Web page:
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Bring the noise: (l-r) Sonin, Hill and Podrid of Struction. Photo by John Whipple.

Controlled Cacophony
By Shawn Stone

Struction use aural assaults to push the limits of music—and to confound those who can’t agree whether they’re rock or noise

If Struction had their way, you wouldn’t be reading this article—just looking at shards of it.

“People should open the Metroland to this page, and ‘boom,’ ” says guitarist Dave Podrid.

When asked what part of the article should be blown up, the three members—Podrid, guitarist Meira Sonin and drummer Paul Hill—agree it should be the photo, with cryptic, nonsensical or humorous fragments of text left on the sides.

All agree, laughing, that this would be fantastic.

Before paranoia drives someone to reach for the duct tape or put in a call to John Ashcroft, be assured that Struction aren’t terrorists. They are determined musical provocateurs, staking out a territory between indie rock (or “pussy rock,” in Sonin’s memorable phrase, “made by guys with glasses like mine”) and noise. A territory inviting for those who fancy genres as disparate as hardcore and jam. A place Struction can call their own, where personal passion, extreme volume, and a constant, spirit-nurturing musical adventurism can flourish. A land your parents won’t want to visit—for, as all three members agree, rock & roll is supposed to offend parents. That’s the point.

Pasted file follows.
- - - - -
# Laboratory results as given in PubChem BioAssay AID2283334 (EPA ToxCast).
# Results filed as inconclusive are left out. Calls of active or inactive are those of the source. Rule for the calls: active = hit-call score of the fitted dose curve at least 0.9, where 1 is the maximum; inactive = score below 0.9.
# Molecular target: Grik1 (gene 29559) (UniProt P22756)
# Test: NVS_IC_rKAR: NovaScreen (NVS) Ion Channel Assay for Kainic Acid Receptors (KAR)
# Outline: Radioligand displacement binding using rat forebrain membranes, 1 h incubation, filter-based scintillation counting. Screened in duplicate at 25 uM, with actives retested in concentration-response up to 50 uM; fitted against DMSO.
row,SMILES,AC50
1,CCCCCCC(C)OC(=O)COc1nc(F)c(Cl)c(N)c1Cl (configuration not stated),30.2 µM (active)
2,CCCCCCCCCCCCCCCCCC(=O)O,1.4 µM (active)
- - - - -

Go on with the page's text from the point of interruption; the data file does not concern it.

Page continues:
Of course, this can be a tricky business—and can lead to being misunderstood.

“I think the way that we offend the most would just be with the sound in general, the noise of it,” Sonin says, explaining that “it depends on what your tastes are. If you really like noisy stuff then we’re nothing to you, but if you don’t, if you’re not used to stuff like that, then people are like, ‘Ugh, why are you so loud? I can’t hear the vocals. Why is he screaming?’ and ‘It’s just noise. . . .’ ”

“I don’t think we’re that noisy,” Podrid argues, and explains what happened when the band tried to book a New York City gig with a musician associated with the noise scene. He told Podrid: “I’m not really into the rock stuff you guys are doing.”

Podrid laughs, and says, “Yet there are people who are into rock that think we’re just noise.”

Sonin elaborates: “People have made comments like ‘I can’t tell if they’re actually playing anything. I see their hands going and it’s all crazy. I know there’s something going on there, but maybe they’re just moving their hands up and down the neck.”

“I mean these guys do guitar things that if you really sat down and listened to it,” Hill explains, “it’s really complicated stuff—but live, it’s like ‘rrrawrrhh.’ ”

“What amazes me,” Podrid sums up, “is that people who make comments like that are into punk rock or hardcore, stuff that was derided as noise before.”

The contradictions associated with Struction are evident from just looking at their new, self-titled, six-song CD.